Now Thomas (also known as Twin), one of the Twelve, was not with the disciples when Jesus came. So the other disciples told him, “We have seen the Lord!”
But he said to them, “Unless I see the nail marks in his hands and put my finger where the nails were, and put my hand into his side, I will not believe.”
A week later his disciples were in the house again, and Thomas was with them. Though the doors were locked, Jesus came and stood among them and said, “Peace be with you!” Then he said to Thomas, “Put your finger here; see my hands. Reach out your hand and put it into my side. Stop doubting and believe.”
Thomas said to him, “My Lord and my God!”
Then Jesus told him, “Because you have seen me, you have believed; blessed are those who have not seen and yet have believed.” –John 20:24-29
You may have heard the expression, “Glass half full” or “Glass half empty.” The expression means that if you fill up a glass halfway, there are two kinds of people: the kind of people who see the glass as half empty (which means they focus on the bad side of things, how the glass is missing water), or half full (which means they focus on the good side of things, how the glass has water in it). Optimists are people who tend to focus on the good side of things. Pessimists are people who tend to focus on the bad side of things.
Remember Thomas, from when we met Jesus’ twelve disciples? Thomas was a pessimist, which meant that he was always quick to see the bad side of things. He usually assumed that things would go wrong, and was the last person to believe good news. He was sort of like Eeyore, from Winne the Pooh—“It’s probably going to rain today,” Eeyore would always say gloomily. Thomas was the Eeyore of the group.
Once, Jesus was on his way to Jerusalem, which was sort of dangerous because all the Pharisees there wanted him dead. All of the disciples were nervous about going to Jerusalem, and it was Thomas who spoke up first. “Well, we might as well go die with him, I suppose.” Spoken like a true pessimist.
Later, at Jesus’ final dinner with his disciples, he was telling them how he would soon be going to heaven to prepare an everlasting home for them. “I will come back and take you to be with me that you also may be where I am. You know the way to the place where I am going,” Jesus said.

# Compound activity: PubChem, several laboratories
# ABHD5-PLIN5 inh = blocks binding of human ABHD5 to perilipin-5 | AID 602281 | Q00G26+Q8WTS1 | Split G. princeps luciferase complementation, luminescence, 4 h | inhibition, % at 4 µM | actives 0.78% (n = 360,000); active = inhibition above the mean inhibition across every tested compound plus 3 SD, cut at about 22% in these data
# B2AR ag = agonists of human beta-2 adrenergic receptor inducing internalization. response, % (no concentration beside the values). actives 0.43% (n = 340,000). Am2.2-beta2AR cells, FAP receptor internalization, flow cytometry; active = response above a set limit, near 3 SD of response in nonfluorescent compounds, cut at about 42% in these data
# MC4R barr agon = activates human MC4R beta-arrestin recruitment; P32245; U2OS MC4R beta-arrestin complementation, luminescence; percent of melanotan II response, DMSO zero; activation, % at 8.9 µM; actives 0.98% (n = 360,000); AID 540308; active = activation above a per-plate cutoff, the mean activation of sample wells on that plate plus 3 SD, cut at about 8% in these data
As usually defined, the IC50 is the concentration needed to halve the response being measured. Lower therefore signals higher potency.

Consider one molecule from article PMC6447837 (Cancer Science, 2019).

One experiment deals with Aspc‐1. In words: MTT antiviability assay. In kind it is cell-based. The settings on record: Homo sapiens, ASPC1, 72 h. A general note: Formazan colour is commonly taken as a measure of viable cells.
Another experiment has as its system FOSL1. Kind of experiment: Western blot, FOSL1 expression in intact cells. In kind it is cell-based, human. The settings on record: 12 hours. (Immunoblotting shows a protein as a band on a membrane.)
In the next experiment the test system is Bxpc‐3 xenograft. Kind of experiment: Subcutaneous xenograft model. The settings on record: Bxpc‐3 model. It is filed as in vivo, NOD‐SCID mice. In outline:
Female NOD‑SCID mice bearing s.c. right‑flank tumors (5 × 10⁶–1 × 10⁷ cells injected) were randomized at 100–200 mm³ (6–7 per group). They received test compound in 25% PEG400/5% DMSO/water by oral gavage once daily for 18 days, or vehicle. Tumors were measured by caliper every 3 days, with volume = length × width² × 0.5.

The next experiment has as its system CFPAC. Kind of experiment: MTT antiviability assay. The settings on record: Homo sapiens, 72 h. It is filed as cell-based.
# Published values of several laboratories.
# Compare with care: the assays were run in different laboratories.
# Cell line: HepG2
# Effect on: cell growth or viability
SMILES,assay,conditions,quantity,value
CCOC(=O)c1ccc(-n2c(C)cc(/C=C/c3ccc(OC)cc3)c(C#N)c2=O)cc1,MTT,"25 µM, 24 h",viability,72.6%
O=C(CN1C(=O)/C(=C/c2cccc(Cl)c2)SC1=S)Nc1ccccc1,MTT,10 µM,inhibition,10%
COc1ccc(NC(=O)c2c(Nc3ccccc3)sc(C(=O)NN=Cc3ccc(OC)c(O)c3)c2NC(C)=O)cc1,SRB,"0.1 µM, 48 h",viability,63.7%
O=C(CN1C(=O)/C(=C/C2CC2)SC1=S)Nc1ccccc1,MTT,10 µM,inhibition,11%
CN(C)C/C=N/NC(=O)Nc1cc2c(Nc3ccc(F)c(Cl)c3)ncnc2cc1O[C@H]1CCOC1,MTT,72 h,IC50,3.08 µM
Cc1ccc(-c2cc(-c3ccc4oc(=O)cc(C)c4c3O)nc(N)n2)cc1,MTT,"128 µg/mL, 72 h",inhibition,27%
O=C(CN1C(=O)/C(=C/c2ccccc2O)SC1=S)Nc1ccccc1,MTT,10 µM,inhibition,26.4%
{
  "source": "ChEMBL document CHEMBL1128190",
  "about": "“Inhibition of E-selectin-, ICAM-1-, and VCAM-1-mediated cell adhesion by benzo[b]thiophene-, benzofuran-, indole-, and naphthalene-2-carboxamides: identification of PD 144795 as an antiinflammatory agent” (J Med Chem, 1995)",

Thomas didn’t understand what in the world Jesus was talking about, so he whined, “Lord, we don’t even know where you’re going. So how in the world would we know how to get there?”
Yep, Thomas was a pessimist all right. But Jesus loves pessimists (and optimists and every other kind of sinner, too). So when Jesus rose back to life, he had a special plan for Thomas.
The first time Jesus appeared to his disciples after the resurrection, Thomas wasn’t there. So the next time they saw Thomas, they all told him excitedly, “Jesus is alive! We’ve seen him with our own eyes!”
What do you think Thomas thought? Do you think he quickly believed the good news, and got excited and happy that Jesus was alive?
Nope. Good ol’ Eeyore Thomas had a hard time believing good news. “Unless I see the nail marks with my own eyes, and touch him with my own hands, I’ll never believe,” Thomas said grumpily.
A week later, all the disciples were together again, and this time Thomas was with them. And suddenly, there was Jesus! Everyone else was happy, but Thomas’ jaw dropped open.
Jesus smiled gently at Thomas. “You wanted to see and touch? Okay, here I am. Touch the nail marks in my hands. Touch the wound in my side. Stop doubting, and trust me.”
Thomas fell to his knees. “My Lord and my God!” he said with wide-eyed wonder.
And when Thomas got up off his knees, he was a different person. No longer was the cup half-empty. And it wasn’t hall-full either. For the rest of his life, Thomas would eagerly tell everyone he met that, in the words of Psalm 23, “My cup overflows!” Jesus’ resurrection changed everything—it meant everything Jesus said was true, and every one of God’s promises was real, and that sin and death were beaten, and that there was hope and joy and strength for the future no matter what happened. Jesus’ resurrection changed everything, and that changed Thomas too.